Kesler captained North Carolina’s 1959 Shrine Bowl team and ran back an interception for a touchdown. He captained the West squad in the East-West All-Star Game in the summer of 1960, played both ways and stood out both ways in a 13-6 struggle. He was voted MVP.

In April 1960, Kesler signed with UNC. Head football coach Jim Hickey came to Salisbury for that monumental event and brought two assistants along.

Hickey believed in the power running game out of the Wing-T formation. By the time Kesler and Willard were sophomores in the 1962 season, UNC’s staff had figured out that two of their best players were 215-pound fullbacks — Willard and Kesler — and they needed to get both on the field. They made Willard, the faster of the two, the halfback and primary ballcarrier, with Kesler leading the blocking for him as the fullback.

It worked out well enough that Willard rushed for more than 2,000 yards as a Tar Heel. Kesler got enough carries to gain 157 yards as a sophomore, 314 as a junior and with the aid of that monstrous game against Duke, 465 as a senior — a total of 936.

In 1963, UNC experienced its greatest football success since the Justice days, 9-2 and co-champions of the ACC. The ninth win was a 35-0 annihilation of Air Force in the Gator Bowl, marking the first time the Tar Heels ever won a bowl game. On UNC’s first offensive snap, Kesler sent an Air Force defender flying, springing Willard for a big gain. Kesler scored a TD in that game, the one that made it 28-0.

Kesler’s reward for all those unselfish blocks came when he received the Jacobs Trophy for 1964 as the ACC’s best blocker. That was normally an award given to a lineman, but Kesler had made an impact on voters as well as opposing linebackers.

Kesler’s most prominent physical feature other than enormous hands was a nose that was frequently broken by opponents’ elbows and knees. He broke it three times during the 1963 football season — against Virginia, against Michigan State, and then in the Gator Bowl.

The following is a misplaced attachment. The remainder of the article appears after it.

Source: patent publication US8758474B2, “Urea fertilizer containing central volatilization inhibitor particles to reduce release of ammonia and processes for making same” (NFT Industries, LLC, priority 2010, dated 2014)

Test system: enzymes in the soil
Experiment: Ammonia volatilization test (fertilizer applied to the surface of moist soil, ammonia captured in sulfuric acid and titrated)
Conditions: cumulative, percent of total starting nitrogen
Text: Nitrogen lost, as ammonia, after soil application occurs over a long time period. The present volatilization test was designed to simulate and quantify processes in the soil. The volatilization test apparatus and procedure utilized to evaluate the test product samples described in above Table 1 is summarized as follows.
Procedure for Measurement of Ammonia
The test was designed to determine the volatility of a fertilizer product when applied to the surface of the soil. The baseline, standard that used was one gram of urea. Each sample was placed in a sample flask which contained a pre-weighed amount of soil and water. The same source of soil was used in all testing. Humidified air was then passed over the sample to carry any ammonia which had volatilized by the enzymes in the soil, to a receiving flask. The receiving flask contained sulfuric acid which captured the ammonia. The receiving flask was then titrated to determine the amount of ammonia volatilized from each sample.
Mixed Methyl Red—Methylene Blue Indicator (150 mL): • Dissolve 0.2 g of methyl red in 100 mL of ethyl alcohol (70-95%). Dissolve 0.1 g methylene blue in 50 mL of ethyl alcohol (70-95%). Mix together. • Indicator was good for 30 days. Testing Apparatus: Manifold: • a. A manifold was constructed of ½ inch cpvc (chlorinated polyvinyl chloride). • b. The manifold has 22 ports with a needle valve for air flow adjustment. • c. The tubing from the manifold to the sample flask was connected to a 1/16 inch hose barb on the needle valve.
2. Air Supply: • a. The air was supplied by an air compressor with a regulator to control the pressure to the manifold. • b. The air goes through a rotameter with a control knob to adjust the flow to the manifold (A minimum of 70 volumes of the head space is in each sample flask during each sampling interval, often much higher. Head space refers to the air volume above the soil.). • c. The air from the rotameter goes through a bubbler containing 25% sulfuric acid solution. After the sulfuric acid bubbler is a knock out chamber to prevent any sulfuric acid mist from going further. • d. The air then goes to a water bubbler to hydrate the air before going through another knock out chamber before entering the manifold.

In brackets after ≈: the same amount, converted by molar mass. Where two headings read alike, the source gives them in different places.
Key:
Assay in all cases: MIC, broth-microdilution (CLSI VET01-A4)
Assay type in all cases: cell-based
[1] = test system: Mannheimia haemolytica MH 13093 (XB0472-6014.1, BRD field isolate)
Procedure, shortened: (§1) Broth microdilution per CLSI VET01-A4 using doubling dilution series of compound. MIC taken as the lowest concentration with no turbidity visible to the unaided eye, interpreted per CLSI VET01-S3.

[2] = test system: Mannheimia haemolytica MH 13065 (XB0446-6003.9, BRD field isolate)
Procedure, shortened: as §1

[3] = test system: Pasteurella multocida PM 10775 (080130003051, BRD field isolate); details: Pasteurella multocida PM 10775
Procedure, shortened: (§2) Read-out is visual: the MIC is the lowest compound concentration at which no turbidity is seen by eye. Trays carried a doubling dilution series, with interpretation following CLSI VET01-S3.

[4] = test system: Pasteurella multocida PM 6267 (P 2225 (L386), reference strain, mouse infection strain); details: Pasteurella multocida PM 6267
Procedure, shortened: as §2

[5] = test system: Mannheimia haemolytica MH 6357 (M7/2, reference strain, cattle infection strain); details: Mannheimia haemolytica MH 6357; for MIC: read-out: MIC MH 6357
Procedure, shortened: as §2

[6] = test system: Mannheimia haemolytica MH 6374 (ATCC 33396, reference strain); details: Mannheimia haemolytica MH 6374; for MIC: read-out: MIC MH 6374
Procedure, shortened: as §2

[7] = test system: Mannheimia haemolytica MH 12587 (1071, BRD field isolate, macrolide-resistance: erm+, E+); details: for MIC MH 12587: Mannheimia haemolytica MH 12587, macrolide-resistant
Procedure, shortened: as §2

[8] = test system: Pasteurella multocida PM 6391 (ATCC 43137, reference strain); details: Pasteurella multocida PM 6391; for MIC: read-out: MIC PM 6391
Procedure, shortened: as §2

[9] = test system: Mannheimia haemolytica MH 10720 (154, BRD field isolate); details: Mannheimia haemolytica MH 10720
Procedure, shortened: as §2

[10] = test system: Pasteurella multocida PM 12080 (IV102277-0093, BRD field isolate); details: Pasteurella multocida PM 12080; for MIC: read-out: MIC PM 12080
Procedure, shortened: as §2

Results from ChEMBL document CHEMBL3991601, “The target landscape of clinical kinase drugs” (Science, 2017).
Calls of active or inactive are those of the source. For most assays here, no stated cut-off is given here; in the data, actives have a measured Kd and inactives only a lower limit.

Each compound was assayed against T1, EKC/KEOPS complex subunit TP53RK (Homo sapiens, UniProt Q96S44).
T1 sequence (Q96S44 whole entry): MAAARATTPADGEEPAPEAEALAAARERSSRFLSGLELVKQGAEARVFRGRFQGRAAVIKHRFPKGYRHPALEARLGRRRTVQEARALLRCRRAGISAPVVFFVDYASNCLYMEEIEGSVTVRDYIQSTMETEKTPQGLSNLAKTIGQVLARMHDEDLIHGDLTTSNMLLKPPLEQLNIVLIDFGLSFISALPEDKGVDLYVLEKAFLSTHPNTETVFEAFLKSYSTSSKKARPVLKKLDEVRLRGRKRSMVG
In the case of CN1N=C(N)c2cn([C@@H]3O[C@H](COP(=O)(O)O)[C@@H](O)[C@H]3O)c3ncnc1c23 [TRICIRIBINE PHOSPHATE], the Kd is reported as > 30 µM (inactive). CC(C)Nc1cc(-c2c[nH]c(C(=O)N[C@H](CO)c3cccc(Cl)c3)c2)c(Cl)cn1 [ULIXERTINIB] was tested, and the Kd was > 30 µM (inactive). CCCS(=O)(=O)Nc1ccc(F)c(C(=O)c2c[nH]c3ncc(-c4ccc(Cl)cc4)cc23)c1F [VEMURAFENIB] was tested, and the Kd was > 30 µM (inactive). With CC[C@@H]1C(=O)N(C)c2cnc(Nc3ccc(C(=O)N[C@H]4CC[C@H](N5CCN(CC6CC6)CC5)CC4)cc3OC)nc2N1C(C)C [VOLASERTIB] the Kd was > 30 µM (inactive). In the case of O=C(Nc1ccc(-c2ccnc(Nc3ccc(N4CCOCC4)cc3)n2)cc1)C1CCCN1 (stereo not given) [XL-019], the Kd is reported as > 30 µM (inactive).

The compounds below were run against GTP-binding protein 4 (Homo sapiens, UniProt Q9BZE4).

All told, he broke his nose 10 times during his playing career. He broke his collarbone twice. There also was one broken arm. No big deal. As a lead blocker, pain is part of the job description.

Kesler was drafted by the NFL’s Pittsburgh Steelers, who planned to try him as a linebacker, and by the American Football League’s Houston Oilers.

He picked the Steelers and got a respectable signing bonus.

Before reporting to the Steelers, he spent 15 days in a hospital after extensive surgery to repair his nose. He wasn’t 100 percent when he reported, but he had good scrimmages and made cuts before his breathing issues resurfaced. He only played in one preseason game.

His last fling with football was with the minor league Charlotte Vikings, who competed in the Southern Football League. He suited up for Charlotte in 1965, where his teammates included former UNC guard Clint Eudy and former Livingstone fullback Rudy Abrams, who would later coach the Blue Bears.

After football came the Marine Corps. As a college graduate, he entered the Corps as a supply officer, but all Marines receive combat training, and he headed for Vietnam as a 25-year-old lieutenant in July 1967.

“I’m in the logistics end,” Kesler told the Post shortly before he headed overseas. “But that doesn’t mean I’ll be doing that in Vietnam. A Marine is trained for all types of duty. A Marine’s basic training is in the infantry.”

He made it back from the war and worked as a football coach for the Marines football team based at Quantico, Va. He was discharged as a captain in 1973.

He had successful careers in real estate and construction.

While Kesler supported many organizations over the years, the Marine Corps made a lasting impression.  He helped found Back Home Boxes, a non-profit organization dedicated to sending care packages to servicemen serving in Iraq and Afghanistan.

For more than 10 years, he served as Deputy Sergeant at Arms in the North Carolina Senate. He never met a stranger and had a delightful sense of humor. Many have said that the white-haired former athlete with the finger-crushing handshake was the most popular fellow on the floor of the senate.

Kesler was inducted into the Salisbury-Rowan County Sports Hall of Fame in 2006.

He is survived by wife, Patricia, whom he married in Raleigh in 1981, a daughter and two grandchildren.

Services are planned for Friday in Raleigh.